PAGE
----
July 28 coronavirus news

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8:10 a.m. ET, July 28, 2020

Fauci says hydroxychloroquine is not effective in treating Covid-19

From CNN Health's Naomi Thomas

Dr. Anthony Fauci, director of the National Institute of Allergy and Infectious Diseases, listens during a Senate Health, Education, Labor and Pensions Committee hearing in Washington, DC, on June 30.
Dr. Anthony Fauci, director of the National Institute of Allergy and Infectious Diseases, listens during a Senate Health, Education, Labor and Pensions Committee hearing in Washington, DC, on June 30. Al Drago/AFP/Getty Images

Dr. Anthony Fauci, the US' top infectious disease expert, addressed a series of tweets by President Donald Trump which were taken down overnight on Monday -- one of which touted hydroxychloroquine as a cure for coronavirus.

I go along with the FDA. The overwhelming prevailing clinical trials that have looked at the efficacy of hydroxychloroquine have indicated that it is not effective in coronavirus disease,” Fauci said on Good Morning America Tuesday.

Fauci said there were other measures everyone should take to protect themselves, including wearing masks.

“We should all be wearing masks outside,” he said. “There are fundamental things we should be doing, particularly if you happen to be in an area where there’s viral activity.”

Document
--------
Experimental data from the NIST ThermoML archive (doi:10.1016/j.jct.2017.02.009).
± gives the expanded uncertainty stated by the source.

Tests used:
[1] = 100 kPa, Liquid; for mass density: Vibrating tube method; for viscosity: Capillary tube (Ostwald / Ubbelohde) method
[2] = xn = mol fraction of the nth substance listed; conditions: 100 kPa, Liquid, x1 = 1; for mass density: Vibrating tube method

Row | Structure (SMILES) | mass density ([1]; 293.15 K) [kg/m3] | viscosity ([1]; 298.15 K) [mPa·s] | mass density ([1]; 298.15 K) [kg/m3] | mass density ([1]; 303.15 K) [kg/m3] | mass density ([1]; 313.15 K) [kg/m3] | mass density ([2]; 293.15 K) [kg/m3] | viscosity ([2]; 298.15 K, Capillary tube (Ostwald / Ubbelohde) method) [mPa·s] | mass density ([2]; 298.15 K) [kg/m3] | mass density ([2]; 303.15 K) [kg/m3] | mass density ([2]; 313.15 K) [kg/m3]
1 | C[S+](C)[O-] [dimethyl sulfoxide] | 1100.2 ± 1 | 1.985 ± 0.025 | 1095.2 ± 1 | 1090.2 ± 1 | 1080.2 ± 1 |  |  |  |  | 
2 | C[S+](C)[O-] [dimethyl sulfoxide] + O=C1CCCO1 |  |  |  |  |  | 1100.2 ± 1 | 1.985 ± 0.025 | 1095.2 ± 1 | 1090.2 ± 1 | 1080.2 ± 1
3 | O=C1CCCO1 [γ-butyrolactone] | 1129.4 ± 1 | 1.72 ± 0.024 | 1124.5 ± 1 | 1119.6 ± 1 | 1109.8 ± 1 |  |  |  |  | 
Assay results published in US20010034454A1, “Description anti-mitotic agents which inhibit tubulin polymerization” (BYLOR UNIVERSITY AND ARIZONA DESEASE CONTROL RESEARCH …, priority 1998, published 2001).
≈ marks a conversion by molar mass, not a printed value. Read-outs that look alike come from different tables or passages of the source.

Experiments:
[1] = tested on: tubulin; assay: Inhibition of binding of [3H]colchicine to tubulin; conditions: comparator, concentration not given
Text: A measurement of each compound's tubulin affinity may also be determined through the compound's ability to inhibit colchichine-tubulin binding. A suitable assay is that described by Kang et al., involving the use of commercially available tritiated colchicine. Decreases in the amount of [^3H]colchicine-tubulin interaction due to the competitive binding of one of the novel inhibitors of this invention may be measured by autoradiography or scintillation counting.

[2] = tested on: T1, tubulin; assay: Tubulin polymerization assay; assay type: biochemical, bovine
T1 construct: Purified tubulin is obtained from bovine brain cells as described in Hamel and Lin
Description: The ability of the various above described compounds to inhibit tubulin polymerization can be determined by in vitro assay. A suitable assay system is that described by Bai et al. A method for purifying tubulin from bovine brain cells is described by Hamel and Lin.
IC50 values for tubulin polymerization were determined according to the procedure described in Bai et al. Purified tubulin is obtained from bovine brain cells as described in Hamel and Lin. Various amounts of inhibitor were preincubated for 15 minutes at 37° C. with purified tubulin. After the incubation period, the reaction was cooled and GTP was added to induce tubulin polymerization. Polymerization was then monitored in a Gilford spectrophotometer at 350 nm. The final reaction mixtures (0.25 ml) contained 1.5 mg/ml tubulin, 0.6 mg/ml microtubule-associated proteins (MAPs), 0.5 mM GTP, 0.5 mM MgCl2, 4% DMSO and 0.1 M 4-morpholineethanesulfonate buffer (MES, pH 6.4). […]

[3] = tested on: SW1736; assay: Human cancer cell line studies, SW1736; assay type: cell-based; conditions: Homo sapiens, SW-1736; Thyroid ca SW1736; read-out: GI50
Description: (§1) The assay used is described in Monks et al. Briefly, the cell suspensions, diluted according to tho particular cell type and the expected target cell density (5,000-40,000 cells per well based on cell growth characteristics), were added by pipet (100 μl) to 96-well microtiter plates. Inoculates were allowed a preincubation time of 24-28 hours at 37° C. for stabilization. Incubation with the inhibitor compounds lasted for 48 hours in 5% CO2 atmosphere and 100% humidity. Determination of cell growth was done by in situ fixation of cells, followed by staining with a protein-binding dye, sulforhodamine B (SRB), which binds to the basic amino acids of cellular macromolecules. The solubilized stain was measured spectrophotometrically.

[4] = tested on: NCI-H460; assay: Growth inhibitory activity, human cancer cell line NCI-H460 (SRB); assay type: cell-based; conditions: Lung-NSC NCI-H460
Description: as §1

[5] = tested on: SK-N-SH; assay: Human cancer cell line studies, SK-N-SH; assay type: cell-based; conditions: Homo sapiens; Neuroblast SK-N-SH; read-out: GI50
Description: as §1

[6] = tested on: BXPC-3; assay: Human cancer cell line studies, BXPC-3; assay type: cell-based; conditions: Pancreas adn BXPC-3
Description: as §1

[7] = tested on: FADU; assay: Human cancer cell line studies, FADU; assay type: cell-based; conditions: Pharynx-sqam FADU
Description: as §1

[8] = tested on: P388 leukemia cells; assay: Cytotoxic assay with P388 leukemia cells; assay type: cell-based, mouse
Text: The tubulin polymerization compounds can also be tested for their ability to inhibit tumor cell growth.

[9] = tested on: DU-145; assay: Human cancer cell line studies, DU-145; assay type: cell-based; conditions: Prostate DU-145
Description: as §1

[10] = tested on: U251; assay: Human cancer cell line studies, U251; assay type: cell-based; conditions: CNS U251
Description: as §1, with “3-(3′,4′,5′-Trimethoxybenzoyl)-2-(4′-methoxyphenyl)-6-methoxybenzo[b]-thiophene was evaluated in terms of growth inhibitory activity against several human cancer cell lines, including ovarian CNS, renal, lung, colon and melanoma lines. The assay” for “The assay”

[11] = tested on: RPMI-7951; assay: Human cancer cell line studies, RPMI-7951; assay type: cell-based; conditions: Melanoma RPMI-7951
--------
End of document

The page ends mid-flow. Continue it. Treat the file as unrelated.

Fauci said that in addition to wearing masks, people should continue social distancing, avoid crowds and practice good hand hygiene.

The expert also said that officials should close bars in areas where there was evidence of viral activity.

8:00 a.m. ET, July 28, 2020

It's just past 1 p.m. in London and 8 a.m. in New York. Here's the latest on the pandemic

The novel coronavirus has infected more than 16.4 million people worldwide and caused more than 654,000 deaths. Here's what you need to know today, from around the globe:

  • Viral video scrubbed: A video featuring a group of doctors making false and dubious claims related to the coronavirus was removed by Facebook, Twitter and YouTube after going viral online Monday. The video, published by the right-wing media outlet Breitbart News, featured a group of people wearing white lab coats calling themselves "America's Frontline Doctors" staging a press conference in front of the US Supreme Court in Washington.
  • Germany advises against travel to parts of Spain: Berlin has warned against travel to the Spanish regions of Aragon, Catalonia and Navarra. The UK has also warned against travel to the whole of Spain.
  • Bolivia declares "state of public calamity": The country's decree allows officials to release extra funds as concerns grow over the pandemic's economic impact.
  • Hong Kong battles third wave: The city reported 106 new cases on Tuesday. Officials will enforce strict social distancing measures from Wednesday, to try and limit the virus' spread.
  • Vietnam scrambles: All domestic passenger flights to and from the popular tourist destination of Da Nang will be suspended for 15 days, starting from Tuesday. Airlines have been asked to evacuate about 80,000 visitors stranded in the city before midnight Tuesday local time.